2019 Texas Book Festival

My book Spellbound is one of the selections for the 2019 Texas Book Festival, one of the largest and prestigious literary festivals in the country. Please join me at The Contemporary Austin – Jones Center as I speak and converse about the book and my paintings on Saturday, October 26, from 12:00 p.m. to 12:45 p.m. followed by a book signing from 1:00 p.m. to 2:00 p.m. I very much look forward to meeting you at the festival. If you are unable to attend the festival but wish to purchase a signed copy of Spellbound you may obtain a copy from the official festival bookseller, Bookpeople, or from the Meyer Gallery in Santa Fe, New Mexico. Spellbound is also available wherever books are sold.

The 24th annual Texas Book Festival will be held October 26-27, 2019. The Festival runs from 10 a.m. – 5 p.m. on Saturday and 11 a.m. – 5 p.m. on Sunday. The Texas Book Festival Weekend is free and open to the public and takes place in Austin, Texas, at the State Capitol and surrounding grounds. Please visit the festival website at texasbookfestival.org for more information on attending the festival, book sales and book signing, and event schedule. There are 300+ authors at the event including U.S. Supreme Court Justice Sonia Sotomayor, John Grisham, Alexander McCall-Smith, Malcolm Gladwell and Pulitzer finalist Susan Choi.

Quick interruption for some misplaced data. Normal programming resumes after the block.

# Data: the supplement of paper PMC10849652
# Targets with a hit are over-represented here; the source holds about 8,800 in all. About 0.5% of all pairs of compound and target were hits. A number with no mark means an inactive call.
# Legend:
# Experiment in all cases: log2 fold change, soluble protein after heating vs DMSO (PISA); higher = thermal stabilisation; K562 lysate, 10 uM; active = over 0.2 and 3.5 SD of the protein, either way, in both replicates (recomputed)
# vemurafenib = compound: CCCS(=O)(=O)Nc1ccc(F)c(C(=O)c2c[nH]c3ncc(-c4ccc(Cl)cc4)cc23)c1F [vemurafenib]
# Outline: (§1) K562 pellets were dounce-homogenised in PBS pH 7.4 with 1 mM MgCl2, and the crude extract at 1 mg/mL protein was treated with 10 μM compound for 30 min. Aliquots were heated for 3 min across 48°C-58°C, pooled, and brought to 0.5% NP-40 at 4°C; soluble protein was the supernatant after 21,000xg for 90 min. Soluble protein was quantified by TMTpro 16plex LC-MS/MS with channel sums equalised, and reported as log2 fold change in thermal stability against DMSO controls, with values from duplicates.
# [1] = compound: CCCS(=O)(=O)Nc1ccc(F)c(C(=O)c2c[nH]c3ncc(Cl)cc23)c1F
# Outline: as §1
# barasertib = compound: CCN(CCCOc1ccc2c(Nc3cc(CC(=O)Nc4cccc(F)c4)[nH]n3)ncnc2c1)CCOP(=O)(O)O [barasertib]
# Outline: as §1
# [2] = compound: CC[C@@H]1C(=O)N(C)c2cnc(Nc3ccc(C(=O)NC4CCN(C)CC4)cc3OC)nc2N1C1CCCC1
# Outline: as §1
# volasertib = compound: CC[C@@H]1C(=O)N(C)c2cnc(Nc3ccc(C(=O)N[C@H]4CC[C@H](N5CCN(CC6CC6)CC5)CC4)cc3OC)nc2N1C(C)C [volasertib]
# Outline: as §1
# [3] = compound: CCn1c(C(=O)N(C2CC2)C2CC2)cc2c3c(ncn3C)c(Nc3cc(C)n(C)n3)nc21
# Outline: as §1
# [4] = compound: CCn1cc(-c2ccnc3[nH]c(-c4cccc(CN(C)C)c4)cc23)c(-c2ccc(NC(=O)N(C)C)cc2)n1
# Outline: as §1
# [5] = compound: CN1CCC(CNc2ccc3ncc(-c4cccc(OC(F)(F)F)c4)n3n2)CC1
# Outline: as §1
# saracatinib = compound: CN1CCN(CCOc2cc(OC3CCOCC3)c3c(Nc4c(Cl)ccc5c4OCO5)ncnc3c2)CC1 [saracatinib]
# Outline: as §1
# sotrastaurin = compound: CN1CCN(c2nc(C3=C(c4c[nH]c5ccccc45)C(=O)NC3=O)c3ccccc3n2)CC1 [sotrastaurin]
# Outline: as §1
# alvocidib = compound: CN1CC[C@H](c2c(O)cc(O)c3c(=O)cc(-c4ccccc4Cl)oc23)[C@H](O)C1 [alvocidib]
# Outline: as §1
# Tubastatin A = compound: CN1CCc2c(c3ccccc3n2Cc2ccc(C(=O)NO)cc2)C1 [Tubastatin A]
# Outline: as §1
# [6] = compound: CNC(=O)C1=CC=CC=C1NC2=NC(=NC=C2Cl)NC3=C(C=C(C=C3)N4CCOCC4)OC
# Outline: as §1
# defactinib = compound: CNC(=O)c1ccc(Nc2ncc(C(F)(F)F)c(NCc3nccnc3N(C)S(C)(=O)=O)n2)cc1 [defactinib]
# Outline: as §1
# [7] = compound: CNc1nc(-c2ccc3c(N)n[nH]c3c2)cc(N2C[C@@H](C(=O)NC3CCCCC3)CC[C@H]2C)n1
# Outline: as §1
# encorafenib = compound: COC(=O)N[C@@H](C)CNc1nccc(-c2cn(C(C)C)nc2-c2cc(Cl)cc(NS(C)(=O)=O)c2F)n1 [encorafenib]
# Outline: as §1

Spellbound has been a labor of love of nearly two years. It is a collection of nearly 200 of my most beloved paintings from 2008-2018 along with essays on recurring themes and inspirations and my journey as an artist. It is published by the Unicorn Publishing Group from the United Kingdom.